In 2018, the news reported that some assembly line workers had been asked to wear caps that monitor brain waves in order for managers to adjust the pace of production and workflows. Some observers raised doubts on the reliability of these tools, and even cast doubts on their actual functioning, but it is undeniable that forms of mental surveillance are increasingly coming to our workplaces. “Sociometric badges”, wearable tools tracking emotions and stress by collecting data on heartbeats and the tone of voice, for instance, are spreading in the United States.
Most of these practices should be urgently restricted. Losing one’s mental privacy arguably threatens one of the core elements of being human. If this occurs at the workplace, where workers are already subject to quasi-dictatorial managerial prerogatives, the consequences could be disastrous. Yet, no significant attention has been devoted to how neurotechnologies, and other forms of mental surveillance, may impact on workplaces.
Besides brain waves monitoring and emotional tracking, facial scans are also widely used in recruitment, with artificial intelligence analyzing “how a person’s face moves” to detect ”how excited someone seems about a certain work task or how they would behave around angry customers”. Research projects exploring how to connect brains to technological devices are underway that could have detrimental consequences for workers.
The more these practices progress, the more labour scholars should raise concerns about them. Experimentations and implementation of these practices need data, and workplaces are perfect data mines. If regulation is not brought up-to-speed, the future world of work risks being one where employers require employees to use tools that collect data on their brain activity to engage in a unrestrained quest for productivity, to predict their behavior and even to monetize on their data by making them accessible to third parties.
Given the imbalance between employers and workers, there is limited possibility for workers to refuse such surveillance without risking to lose their jobs. This is why European countries have promoted governance of these practices through collective bargaining and workers’ representatives’ involvement. The EU General Data Protection Regulation provides that EU Member States may introduce, by law or by collective agreements, “specific rules to ensure the protection of the rights and freedoms in respect of the processing of employees’ personal data in the employment context”.
Much more heed, however, needs to be paid to “neuro-surveillance at work”. Neuroscientist Marcello Ienca, for instance, called for the recognition of new human rights to face the rise of neurotechnology, including rights to mental privacy and integrity.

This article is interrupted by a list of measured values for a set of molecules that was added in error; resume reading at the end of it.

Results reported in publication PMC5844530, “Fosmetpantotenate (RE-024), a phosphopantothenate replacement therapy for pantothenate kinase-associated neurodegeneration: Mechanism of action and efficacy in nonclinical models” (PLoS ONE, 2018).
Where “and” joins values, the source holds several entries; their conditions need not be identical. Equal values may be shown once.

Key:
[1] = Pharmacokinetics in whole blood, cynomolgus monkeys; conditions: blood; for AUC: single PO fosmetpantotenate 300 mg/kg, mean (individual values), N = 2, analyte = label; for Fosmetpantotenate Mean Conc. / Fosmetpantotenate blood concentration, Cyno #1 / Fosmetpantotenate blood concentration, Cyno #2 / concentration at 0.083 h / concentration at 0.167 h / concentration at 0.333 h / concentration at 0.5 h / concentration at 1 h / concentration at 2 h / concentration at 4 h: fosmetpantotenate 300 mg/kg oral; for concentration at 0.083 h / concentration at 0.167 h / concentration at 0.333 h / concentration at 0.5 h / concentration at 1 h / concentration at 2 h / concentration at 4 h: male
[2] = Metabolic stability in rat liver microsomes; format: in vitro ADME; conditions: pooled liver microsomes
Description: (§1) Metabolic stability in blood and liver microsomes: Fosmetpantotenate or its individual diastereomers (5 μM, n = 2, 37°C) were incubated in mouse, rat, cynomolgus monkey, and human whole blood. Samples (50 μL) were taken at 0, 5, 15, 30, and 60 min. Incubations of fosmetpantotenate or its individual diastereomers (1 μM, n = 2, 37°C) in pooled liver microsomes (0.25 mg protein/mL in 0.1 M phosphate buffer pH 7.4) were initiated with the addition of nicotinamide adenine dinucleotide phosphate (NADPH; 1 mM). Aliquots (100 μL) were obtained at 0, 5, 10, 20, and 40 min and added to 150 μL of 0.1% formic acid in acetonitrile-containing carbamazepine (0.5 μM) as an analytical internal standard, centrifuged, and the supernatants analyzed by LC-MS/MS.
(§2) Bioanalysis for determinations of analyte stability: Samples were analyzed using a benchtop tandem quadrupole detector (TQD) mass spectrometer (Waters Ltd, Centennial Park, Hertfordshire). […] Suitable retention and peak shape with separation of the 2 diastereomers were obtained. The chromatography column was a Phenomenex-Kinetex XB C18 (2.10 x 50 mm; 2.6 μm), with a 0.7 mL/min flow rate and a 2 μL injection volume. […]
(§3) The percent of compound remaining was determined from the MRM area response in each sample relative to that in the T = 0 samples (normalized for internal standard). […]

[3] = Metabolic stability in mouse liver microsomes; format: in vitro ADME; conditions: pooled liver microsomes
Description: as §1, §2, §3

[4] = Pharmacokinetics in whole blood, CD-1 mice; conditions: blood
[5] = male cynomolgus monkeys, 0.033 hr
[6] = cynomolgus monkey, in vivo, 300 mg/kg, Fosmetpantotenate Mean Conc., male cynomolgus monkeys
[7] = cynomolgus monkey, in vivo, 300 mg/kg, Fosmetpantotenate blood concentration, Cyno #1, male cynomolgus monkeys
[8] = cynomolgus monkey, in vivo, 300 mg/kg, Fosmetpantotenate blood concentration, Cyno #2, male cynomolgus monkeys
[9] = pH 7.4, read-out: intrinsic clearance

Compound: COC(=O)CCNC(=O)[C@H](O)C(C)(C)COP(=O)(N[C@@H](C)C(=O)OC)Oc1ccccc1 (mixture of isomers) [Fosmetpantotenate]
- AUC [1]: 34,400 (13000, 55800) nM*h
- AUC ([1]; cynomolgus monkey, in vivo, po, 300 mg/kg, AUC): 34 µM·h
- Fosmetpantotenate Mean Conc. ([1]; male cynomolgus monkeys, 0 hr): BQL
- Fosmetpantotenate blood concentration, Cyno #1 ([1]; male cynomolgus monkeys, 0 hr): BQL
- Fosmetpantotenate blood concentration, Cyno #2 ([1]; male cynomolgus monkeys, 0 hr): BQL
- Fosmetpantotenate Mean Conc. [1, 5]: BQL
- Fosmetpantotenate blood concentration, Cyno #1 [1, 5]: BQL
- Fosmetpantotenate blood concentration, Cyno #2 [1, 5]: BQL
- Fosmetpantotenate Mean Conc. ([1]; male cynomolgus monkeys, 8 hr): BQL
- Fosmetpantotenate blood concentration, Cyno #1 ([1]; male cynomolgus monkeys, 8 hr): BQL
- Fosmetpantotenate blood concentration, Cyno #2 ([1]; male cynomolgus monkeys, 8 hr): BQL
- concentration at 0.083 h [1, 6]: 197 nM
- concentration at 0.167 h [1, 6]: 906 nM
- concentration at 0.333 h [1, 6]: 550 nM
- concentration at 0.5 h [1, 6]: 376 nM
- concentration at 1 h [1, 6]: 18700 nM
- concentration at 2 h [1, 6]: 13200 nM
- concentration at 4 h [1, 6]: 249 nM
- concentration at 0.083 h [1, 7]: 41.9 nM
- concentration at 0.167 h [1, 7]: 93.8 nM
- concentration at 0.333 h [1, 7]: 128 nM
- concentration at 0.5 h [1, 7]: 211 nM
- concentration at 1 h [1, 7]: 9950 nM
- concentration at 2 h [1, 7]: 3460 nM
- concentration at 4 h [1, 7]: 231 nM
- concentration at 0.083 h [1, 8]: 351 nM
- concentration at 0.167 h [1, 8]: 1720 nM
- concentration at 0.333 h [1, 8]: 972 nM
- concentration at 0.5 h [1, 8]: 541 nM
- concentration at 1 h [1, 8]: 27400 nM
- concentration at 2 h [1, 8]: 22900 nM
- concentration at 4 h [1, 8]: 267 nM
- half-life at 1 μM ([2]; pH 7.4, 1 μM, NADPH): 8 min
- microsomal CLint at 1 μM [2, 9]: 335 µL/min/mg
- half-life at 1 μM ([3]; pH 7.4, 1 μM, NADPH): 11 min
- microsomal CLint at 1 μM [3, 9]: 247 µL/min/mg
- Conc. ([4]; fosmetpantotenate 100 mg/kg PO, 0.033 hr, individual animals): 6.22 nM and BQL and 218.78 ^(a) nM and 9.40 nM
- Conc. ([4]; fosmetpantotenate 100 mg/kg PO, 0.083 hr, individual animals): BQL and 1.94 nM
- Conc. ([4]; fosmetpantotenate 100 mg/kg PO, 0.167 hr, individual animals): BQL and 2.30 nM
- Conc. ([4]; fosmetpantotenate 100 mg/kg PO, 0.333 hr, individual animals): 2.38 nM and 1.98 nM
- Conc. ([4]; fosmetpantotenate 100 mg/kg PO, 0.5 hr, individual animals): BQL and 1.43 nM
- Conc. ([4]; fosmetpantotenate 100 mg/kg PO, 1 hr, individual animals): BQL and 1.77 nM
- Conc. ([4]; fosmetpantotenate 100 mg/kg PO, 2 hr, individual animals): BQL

In 2019, the OECD adopted the first international legal instrument on neurotechnology. It defines personal brain data as “data relating to the functioning or structure of the human brain of an identified or identifiable individual that includes unique information about their physiology, health, or mental states”.
This Recommendation sets out crucial principles that should govern the development of neurotechnology. It also calls relevant actors to “avoid harm, and show due regard for human rights and societal values, especially privacy, cognitive liberty, and autonomy of individuals”, to actively involve stakeholders and to “safeguard personal brain data and other information gained through neurotechnology”. In this regard, it recommends to “promote policies that protect personal brain data from being used to discriminate against or to inappropriately exclude certain persons or populations, especially for commercial purposes or in the context of legal processes, employment, or insurance”.
The Recommendation is an initial step. But it is not enough to reduce risks connected to emotional- and neuro-surveillance at work. This is not just about banning discriminatory collection and use of brain data at work or making them “fairer” to avoid people being excluded from work opportunities – employers and managers should not be able to “read” workers’ minds. Protection of mental privacy is essential to counter the most invasive forms of “limitless worker surveillance”.
Recourse to neurosurveillance should be limited to truly indispensable cases. Just like the Employee Polygraph Protection Act of 1988 (EPPA) prevents employers from using lie-detector tests on job applicants and employees (with very few exceptions), brain data collection and use should be banned from the world of work, and so should any data processing aimed at tracking and scanning emotions, feelings and mental states.
Scholarship and advocacy are needed to promote a “right to remain humans at work”, pivoted around the mental privacy protection, before forms of emotional and mental scrutiny become commonplace. Never before has it been so urgent to reiterate that not everything that is technically possible is lawful or even desirable. Workers deserve to be freed from dystopian scenarios; they should not just be offered a fairer dystopia.